The Censorship Era Started When Democrats Lost in 2016

Written by Hudson Crozier

The scoop: Former President Barack Obama helped launch an operation to stop online “misinformation” and “disinformation” in response to Democrat election losses in 2016. The next presidential election famously featured the government partnering with tech platforms to censor COVID-19 claims.

The background: The British intelligence community began working with U.S. officials on the project after Donald Trump won the presidency and the Brexit referendum passed. Before Trump’s inauguration, the Obama White House gave a British analyst instructions to prevent a “repeat of 2016,” according to a whistleblower once involved in the effort.

Why it matters: This helped lay the groundwork for the large-scale censorship happening today. It was a political operation from the beginning, carried out by officials and private actors who wouldn’t accept the 2016 elections — and their response went beyond censorship, documents show.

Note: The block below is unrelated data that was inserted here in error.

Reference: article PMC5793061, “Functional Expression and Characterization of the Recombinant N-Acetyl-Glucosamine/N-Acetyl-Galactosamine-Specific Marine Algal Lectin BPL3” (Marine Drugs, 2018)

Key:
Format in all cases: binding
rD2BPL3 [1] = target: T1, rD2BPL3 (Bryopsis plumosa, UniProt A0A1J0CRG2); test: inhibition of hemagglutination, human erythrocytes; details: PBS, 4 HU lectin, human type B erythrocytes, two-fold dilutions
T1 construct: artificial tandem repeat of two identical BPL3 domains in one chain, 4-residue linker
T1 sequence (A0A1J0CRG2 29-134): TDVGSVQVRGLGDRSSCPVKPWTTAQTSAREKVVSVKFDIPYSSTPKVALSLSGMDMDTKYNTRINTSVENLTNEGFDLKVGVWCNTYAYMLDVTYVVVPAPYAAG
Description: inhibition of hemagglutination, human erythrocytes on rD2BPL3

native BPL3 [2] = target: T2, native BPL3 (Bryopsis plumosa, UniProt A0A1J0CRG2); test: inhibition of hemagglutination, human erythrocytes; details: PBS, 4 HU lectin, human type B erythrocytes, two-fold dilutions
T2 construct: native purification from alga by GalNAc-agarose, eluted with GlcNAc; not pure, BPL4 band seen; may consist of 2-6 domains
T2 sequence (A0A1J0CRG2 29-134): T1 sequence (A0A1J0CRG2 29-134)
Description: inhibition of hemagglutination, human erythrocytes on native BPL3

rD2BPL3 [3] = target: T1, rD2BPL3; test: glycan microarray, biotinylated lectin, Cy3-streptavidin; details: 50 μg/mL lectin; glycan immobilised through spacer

Sore losers: The group attributed the election results to a bad “information landscape” and sought to punish social media users. They brainstormed about aggressive tactics such as getting banks to freeze the assets of protesters and political organizers.

  • Naming names: In 2020, they went public as the Cyber Threat Intelligence League (CTIL), flagging anti-lockdown posts for removal and tracking specific accounts.

  • First Amendment loophole: The CTIL admitted that it used private entities to censor speech because the government lacks “legal authority” to do it directly.

Zoom out: The Supreme Court will soon decide whether the U.S. government’s censorship-by-proxy is constitutional. Journalists who spoke to the whistleblower are handing the new documents to Congress for investigation.

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